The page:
Tales of the Rampant Coyote

Adventures in Indie Gaming!

Utah Indie Night, Summer 2010

Posted by Rampant Coyote on July 30, 2010

On Thursday evening we had our quarterly Utah Indie Night, held at ITT Tech. It was probably our most lightly attended indie night we’ve had since the very first year.  Maybe it’s because Greg announced there’d be no pizza this time. Tight budgets at ITT these days…

Mike Rubin of Orange River Studio, who continues development on Vesper 3D, kicked off the evening with an encore presentation of the talk he gave at GDC Austin last year entitled, “Game Design Innovations in Interactive Fiction.” The talk went long, which may have irritated ;some folks, but I was fascinated.

His emphasis was on improving storytelling in games – yes, the Holy Grail. He cited several mainstream games praised for their storytelling (Half Life 2, Final Fantasy VII, Dreamfall, Deus Ex, and Fallout), and noted some very character-focused indie games that have experimented with storytelling technique (Braid, Façade,and The Path). He didn’t have much to say about these, as the talk was concerned with the innovations in Interactive Fiction. But he wanted to note some of the crossover potential, even as he acknowledged the difficulties in taking these innovations from the Interactive Fiction (aka “Text Adventure”) realm into other game genres – a problem he is all too familiar with in his 3D remake of the award winning IF Vespers.

He focused on advances that have been made to provide better text-based interfaces with Interactive Fiction, creating more believable characters,  and providing meaningful choices.  He cited the innovations  in several games (which, if they weren’t exactly THE original innovator, did a fantastic job of highlighting it).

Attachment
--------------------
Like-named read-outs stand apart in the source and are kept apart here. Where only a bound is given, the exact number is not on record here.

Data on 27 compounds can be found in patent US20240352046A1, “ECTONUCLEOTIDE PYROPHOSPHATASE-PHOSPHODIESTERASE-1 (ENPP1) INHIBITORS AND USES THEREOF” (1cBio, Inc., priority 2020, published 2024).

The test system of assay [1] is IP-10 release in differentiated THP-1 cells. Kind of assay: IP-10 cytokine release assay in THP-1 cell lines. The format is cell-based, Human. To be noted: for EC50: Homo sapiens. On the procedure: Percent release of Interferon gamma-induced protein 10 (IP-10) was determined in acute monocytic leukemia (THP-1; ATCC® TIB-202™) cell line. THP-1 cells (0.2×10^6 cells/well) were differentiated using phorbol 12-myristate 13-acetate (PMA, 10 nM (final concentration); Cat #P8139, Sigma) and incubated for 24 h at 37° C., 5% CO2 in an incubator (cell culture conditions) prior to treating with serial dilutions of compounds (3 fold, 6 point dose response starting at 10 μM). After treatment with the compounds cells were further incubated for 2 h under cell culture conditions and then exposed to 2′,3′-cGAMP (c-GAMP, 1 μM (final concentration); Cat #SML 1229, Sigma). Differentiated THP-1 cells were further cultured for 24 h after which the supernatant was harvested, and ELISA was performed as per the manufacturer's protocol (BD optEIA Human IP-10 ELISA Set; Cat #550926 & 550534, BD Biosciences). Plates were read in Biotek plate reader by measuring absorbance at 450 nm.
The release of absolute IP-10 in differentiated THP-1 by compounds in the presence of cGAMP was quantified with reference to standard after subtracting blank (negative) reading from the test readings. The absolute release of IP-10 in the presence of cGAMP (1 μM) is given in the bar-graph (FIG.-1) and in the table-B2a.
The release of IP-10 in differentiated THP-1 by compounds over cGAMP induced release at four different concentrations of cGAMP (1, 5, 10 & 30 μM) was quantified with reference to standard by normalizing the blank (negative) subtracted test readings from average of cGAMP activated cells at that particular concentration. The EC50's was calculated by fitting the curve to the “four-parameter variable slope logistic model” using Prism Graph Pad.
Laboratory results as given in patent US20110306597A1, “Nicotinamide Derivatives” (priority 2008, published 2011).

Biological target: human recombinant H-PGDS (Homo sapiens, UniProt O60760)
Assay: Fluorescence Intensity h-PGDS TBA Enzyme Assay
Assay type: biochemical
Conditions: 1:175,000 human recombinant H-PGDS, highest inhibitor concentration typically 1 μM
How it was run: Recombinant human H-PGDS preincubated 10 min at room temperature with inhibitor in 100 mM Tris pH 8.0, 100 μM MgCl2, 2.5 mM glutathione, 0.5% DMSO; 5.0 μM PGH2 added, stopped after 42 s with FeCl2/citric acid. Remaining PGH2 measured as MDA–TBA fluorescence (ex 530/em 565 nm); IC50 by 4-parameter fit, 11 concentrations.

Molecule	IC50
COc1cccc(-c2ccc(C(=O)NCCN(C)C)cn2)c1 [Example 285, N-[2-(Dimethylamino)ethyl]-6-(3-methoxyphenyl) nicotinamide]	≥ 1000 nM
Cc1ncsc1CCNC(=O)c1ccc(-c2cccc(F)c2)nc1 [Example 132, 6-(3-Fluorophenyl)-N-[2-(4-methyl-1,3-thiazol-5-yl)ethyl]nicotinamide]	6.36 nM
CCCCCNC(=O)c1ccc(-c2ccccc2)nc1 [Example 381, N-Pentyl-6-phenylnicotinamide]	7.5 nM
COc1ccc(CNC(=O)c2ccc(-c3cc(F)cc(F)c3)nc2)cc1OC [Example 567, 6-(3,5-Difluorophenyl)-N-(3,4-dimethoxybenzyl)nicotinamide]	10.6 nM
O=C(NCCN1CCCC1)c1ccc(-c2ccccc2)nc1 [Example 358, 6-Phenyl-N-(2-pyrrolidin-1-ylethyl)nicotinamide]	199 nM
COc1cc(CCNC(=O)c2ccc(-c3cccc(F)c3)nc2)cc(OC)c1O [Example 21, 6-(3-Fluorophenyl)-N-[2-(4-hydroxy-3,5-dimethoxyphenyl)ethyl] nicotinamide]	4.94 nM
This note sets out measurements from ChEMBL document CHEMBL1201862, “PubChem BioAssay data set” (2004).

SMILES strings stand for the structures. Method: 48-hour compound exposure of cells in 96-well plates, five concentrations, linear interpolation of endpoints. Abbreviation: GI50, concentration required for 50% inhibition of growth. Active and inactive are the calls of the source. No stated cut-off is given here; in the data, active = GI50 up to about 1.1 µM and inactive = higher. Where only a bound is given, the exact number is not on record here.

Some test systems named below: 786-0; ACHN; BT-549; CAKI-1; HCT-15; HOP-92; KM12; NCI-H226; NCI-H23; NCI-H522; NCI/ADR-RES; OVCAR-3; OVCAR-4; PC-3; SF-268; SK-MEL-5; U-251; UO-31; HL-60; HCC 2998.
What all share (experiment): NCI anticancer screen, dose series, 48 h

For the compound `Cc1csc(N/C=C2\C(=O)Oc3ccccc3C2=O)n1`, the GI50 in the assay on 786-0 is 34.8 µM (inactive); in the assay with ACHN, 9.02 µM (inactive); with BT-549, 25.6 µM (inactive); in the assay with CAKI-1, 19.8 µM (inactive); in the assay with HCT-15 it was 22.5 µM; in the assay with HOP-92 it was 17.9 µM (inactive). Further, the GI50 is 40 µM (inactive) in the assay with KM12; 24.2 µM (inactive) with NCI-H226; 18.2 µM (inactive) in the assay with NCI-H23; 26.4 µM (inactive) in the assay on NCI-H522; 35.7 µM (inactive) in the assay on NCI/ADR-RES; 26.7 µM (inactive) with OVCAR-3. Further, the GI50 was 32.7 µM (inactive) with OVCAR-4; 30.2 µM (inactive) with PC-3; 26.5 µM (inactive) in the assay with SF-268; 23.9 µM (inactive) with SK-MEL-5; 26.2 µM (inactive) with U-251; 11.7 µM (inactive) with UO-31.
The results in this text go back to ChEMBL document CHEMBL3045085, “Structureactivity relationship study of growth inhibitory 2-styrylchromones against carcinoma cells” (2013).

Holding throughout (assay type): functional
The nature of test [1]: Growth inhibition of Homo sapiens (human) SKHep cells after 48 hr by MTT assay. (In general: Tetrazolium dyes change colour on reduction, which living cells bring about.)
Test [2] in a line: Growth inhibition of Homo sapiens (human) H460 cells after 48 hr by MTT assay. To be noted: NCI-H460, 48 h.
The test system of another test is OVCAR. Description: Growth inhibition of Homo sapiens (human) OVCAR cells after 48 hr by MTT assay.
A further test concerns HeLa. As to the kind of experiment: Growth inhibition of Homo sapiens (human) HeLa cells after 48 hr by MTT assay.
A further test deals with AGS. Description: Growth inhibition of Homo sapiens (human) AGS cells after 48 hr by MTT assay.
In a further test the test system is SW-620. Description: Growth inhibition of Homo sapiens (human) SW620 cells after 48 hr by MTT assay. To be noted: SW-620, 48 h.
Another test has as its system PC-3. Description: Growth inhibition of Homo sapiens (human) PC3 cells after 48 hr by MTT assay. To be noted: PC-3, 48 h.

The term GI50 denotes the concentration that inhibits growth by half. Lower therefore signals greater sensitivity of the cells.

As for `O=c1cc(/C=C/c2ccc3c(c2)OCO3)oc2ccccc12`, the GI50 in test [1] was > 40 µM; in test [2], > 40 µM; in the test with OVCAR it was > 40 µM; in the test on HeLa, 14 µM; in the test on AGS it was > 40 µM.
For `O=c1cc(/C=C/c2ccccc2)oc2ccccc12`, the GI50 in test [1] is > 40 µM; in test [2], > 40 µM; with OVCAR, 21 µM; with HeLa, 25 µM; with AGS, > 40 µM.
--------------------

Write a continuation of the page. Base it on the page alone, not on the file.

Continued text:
Blue Lacuna: It provides an even simpler / smarter parser for beginners with highlighted words, simple keyword entry, and keywords that expire to provide a more organic conversation. Also, the game is just amazingly huge and flexible, with far-reaching reactions to player choice. Also, the game is likely the largest work of Interactive Fiction ever created.

Blighted Isle: Also included hyperlinks and topic suggestions for players.

Varicella: A “disturbing” IF work that experimented with the use of emotional modifiers (voice tones)  when dealing with NPCs.

Galatea: Multilinear conversation with states, tracking past conversation options, and past actions / conversations modify current responses.

Alabaster: Expanded a lot upon Galatea, including even more advanced conversation handling with multiple kinds of quip priorities, random elements mixed into conversations to vary responses about the same topic, and the NPC will notice and remark on repetition of topics.

De Baron (The Baron): Another highly disturbing game (I’m told), De Baron is a short game which includes not only moral dilemmas, but asks multiple choice questions to query the player on their motivations behind those choices.

After Rubin’s talk, we broke out into the game demos.  Games included:

Tile Factory: A puzzle game by Jonathan Duerig (I hope I spelled his name right), this was actually a pretty clever Flash title where you make a factory to mass-produce a tile matching your goal.

Flexitris: A Tetris (ish) game with dozens of different selectable rules permutations. You can check this one out at Flexitris.com.

The Game Formerly Known as Zombie Defense: It no longer involves zombies, but instead includes a cute anime girl. But it’s still a tower defense game in development.

Gost: A very simple experiment by Josh Jones, it’s basically a game of figuring out what to do.

There were also the very valuable discussions taking place throughout the meeting which were generally at least peripherally associated with games and indie-dom.

Filed Under: Adventure Games, Utah Indie Game Night - Comments: Read the First Comment